Instruments | Mandolin | Stringed
The mandolin is a small, teardrop shaped, plucked stringed instrument. Its most famous form is the Neopolitan mandolin, beloved of all romantics for its use on Venetian gondolas. It is descended from the lute and, since its rejuvenation in the nineteenth century, has remained a popular and versatile instrument.
The mandolin developed from the Italian mandola. The mandola and its French equivalent, the mandore (not to be confused with the mandora: a bass lute commonly used for continuo accompaniments in eighteenth-century Germany), was a small lute used in the sixteenth century. Lutes, however, used six courses, each made up of a pair of strings tuned to a characteristic pattern of fourths and thirds. By contrast, the mandola had only four courses and was tuned in patterns of perfect fourths and fifths.
Development of the Mandolino
The mandolino retained its popularity through the seventeenth and eighteenth centuries and hardly altered its form. Like the lute, its body had a rounded back and flat front with a rosette inserted into the soundhole, to which was attached a fingerboard with eight or nine gut frets tied around the fingerboard to stop the strings.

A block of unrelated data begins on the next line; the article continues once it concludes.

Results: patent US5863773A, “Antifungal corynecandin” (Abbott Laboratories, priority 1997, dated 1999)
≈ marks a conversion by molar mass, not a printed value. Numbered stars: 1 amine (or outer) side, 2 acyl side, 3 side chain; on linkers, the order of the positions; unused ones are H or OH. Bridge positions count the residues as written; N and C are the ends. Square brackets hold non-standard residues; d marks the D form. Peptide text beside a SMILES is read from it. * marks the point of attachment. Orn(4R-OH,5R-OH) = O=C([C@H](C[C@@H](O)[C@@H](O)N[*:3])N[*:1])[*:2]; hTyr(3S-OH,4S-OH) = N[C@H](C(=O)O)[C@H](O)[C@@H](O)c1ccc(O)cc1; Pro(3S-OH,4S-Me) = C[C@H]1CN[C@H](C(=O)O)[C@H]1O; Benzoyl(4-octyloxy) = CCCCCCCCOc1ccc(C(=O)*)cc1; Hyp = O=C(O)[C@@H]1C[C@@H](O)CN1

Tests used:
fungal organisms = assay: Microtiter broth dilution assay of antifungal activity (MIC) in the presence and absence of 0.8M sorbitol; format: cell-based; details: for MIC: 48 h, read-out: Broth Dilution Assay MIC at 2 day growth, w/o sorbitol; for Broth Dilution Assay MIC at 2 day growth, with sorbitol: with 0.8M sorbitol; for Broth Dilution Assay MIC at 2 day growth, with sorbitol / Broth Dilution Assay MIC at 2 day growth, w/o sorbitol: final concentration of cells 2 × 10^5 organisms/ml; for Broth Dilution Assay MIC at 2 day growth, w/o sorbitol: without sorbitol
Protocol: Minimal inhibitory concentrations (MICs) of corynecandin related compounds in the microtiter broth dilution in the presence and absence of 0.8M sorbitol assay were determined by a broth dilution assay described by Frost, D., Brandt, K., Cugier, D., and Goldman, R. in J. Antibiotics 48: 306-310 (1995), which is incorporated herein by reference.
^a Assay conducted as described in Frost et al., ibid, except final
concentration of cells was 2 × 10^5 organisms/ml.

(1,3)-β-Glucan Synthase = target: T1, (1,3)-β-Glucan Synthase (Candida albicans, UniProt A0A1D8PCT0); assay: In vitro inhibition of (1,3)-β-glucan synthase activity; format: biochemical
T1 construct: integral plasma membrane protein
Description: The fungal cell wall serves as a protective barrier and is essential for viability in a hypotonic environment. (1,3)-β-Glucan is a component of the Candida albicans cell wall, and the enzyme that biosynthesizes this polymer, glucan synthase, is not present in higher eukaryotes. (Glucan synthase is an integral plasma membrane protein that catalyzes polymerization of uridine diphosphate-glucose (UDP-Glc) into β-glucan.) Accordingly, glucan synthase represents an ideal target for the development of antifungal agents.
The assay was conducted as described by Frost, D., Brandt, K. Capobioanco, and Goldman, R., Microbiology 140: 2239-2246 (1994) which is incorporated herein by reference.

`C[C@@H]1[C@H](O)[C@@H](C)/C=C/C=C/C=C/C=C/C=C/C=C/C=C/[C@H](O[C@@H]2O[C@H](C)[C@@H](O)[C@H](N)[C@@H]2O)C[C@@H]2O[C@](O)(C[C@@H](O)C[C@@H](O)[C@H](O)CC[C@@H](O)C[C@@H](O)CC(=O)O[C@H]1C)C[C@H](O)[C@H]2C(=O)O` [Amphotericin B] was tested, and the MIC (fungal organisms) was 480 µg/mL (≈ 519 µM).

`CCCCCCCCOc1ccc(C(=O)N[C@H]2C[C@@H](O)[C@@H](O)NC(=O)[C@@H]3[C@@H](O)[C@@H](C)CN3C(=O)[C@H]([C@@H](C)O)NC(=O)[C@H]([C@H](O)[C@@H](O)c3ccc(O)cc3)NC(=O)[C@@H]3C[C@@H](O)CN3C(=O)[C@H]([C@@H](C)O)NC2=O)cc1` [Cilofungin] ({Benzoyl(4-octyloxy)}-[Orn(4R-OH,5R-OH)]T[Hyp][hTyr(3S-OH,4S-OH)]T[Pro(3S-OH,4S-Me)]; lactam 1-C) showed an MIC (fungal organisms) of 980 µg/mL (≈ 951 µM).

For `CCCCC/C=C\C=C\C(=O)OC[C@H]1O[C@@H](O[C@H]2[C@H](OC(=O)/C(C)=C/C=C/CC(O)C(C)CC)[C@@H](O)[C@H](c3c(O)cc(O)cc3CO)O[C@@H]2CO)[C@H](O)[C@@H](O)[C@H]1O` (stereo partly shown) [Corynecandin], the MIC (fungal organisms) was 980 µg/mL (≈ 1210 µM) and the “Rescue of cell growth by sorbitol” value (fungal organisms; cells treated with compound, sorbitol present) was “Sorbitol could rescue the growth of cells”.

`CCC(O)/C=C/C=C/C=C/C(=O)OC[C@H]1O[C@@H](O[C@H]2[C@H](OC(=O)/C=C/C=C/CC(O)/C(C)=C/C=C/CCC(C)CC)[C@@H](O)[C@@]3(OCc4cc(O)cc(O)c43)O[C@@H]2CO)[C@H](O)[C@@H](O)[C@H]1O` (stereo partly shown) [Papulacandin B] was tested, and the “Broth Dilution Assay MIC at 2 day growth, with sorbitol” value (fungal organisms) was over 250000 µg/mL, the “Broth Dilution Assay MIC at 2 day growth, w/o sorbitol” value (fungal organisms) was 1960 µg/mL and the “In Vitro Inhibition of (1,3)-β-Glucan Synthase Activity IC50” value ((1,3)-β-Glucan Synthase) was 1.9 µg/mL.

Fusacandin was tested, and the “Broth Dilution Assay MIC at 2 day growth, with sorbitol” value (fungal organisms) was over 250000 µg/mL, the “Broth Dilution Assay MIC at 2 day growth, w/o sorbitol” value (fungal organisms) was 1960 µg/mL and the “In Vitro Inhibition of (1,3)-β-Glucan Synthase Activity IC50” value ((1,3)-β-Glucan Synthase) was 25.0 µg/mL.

The mandolino received its first major reworking in the mid-1800s at the hands of the Monzino family in Milan. The body was increased in size and the overall instrument strengthened. The frets were changed from gut ties to inlaid metal or bone rods and increased in number to about 20. This instrument became known as the Milanese mandolin.
Standard performance technique on the lute was to use the fingers to pluck the strings, and it is clear that the mandolino was initially played in the same manner. During the eighteenth century, though, players began to use a plectrum to sound the strings. This characteristic performance technique was first carried out using quills, either attached to the index finger or held between thumb and index finger. By the beginning of the twentieth century this style of playing had become the norm and it remains one of the mandolin’s distinctive features.
The Vinaccia family had been active in instrument-making for several years and in 1740 its members built a four-course mandolin tuned in perfect fifths, as opposed to the mixture of perfect fourths and fifths common to the mandolino. The particular selling point of the Vinaccia mandolin was that it was tuned in exactly the same way as a violin: g–d'–a'–e''. This meant it was immediately accessible to musicians who were not specialist lutenists, and the Vinaccia model quickly spread through Europe.
Neopolitan Mandolin in Performance
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